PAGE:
Hanoi, which literally means the “city between the rivers”, is the capital and second biggest city of Vietnam. The historical Old Town, the colonial French Quarter, ancient temples that have more than thousand years of age and various scenic lakes and landmarks make up one of the most fascinating cities of Southeast Asia, with a mix of Chinese and French influences enriching the vibrant Vietnamese culture.
Hoan Kiem Lake
The city center is bordered by the Red River to the east as well as to the north and a railway line to the west with the Hoan Kiem Lake nowadays being its focal point of public life and an excellent point of orientation. North of the lake lies Hanoi’s historic heart, the Old Quarter (Phố Cổ Hà Nội). Most of the street names still originate from the 13th century when every guild had its own street, usually called “Hàng” meaning “merchandise” followed by the name of the product, which is produced or sold there. Since at that time the tax depended on the width of the house frontage, the area is famous for its so-called tube houses, buildings with narrow frontages of two to three meters with a length of 20 to 60 meters.
Old Quarter of Hanoi
The city’s most prominent sights include the Temple of Literature (Văn Miếu), site of the oldest university in Vietnam dating back to 1070, the One-Pillar Pagoda (Chùa Một Cột), one of Vietnam’s most iconic temples, the Flag Tower of Hanoi (Cột cờ Hà Nội), one of the few remains of the old Hanoi Citadel and one of the symbols of the city and many museums and of course Hoan Kiem Lake, the heart of all city. Hanoi’s narrow and crowded streets filled with various exotic scents, hawkers weaving through motorbikes and cyclos overloaded with fruits, livestock as well as human cargo create this unique fusion of old and new making it a reflection of the rapid changes the country is recently going through. There’s no better way of exploring this spirit of Hanoi than wandering around the streets, soaking up its sights, sounds and smells.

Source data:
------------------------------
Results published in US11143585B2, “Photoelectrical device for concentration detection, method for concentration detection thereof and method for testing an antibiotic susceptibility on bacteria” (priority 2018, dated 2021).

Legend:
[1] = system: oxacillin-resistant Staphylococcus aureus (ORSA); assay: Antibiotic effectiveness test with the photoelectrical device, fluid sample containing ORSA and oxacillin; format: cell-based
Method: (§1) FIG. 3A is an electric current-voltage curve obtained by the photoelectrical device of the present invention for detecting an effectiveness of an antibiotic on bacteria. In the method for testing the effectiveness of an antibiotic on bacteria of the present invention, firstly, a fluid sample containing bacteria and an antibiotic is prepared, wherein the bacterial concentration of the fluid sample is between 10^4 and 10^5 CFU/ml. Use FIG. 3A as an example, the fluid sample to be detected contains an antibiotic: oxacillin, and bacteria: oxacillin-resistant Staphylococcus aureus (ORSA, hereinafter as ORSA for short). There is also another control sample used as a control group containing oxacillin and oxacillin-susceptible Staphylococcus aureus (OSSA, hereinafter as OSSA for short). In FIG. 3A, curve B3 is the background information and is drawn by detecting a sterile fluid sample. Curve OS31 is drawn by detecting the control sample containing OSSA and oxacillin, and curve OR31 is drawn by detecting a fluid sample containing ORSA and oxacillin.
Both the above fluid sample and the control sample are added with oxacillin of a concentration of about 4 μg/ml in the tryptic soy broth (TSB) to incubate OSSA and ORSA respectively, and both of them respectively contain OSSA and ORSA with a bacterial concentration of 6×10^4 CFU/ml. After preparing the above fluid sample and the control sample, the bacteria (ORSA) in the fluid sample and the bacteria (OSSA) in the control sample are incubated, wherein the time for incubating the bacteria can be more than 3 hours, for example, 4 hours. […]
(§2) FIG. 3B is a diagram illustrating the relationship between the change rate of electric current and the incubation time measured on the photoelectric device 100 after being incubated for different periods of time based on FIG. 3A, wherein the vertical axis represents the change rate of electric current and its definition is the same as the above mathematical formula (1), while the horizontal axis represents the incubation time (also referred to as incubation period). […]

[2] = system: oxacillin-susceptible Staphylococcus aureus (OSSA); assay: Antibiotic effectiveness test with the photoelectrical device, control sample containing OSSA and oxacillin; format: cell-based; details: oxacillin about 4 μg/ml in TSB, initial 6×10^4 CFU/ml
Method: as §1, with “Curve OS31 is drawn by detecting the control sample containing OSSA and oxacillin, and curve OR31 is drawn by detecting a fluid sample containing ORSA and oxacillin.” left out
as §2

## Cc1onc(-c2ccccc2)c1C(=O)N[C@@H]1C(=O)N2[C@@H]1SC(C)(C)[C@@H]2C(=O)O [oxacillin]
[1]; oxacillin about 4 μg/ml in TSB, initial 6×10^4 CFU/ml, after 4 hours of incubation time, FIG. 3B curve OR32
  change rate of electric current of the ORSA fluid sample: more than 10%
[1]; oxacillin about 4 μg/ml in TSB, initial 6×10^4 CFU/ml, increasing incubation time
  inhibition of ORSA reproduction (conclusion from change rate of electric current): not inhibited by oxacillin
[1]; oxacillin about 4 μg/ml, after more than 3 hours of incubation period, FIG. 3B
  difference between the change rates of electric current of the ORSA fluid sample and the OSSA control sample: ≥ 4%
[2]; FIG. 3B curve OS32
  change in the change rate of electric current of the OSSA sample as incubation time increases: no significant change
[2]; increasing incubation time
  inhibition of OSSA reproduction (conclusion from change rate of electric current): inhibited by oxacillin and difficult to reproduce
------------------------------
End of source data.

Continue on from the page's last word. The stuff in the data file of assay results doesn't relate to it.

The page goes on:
Temple of Literature
Hanoi’s population of about 3.4 million is constantly growing (about 3.5% per year), a reflection of the fact that the city is both the economic heart of northern Vietnam and also the country’s political center. Long-time residents of Hanoi are increasingly rare, even in the Old Quarter, where merchant families have lived for generations. Now, established merchants are just as likely to rent their storefront space and live elsewhere. Vietnam is still a socialist country, but you’ll find that people in Hanoi, like many Vietnamese, have embraced capitalism with gusto.
Hanoi has been capital of Vietnam for nearly a thousand years, during which the city has endured numerous invasions, occupations, restorations and name changes. The Chinese ruled Hanoi and much of Vietnam off and on for centuries, until a Vietnamese general named Le Loi (the later King Le Thai To) finally secured the nation’s independence in 1428. It wasn’t until 1831 that the Nguyen Dynasty renamed the city Hanoi, which can be translated as “Between Rivers” or “River Interior”.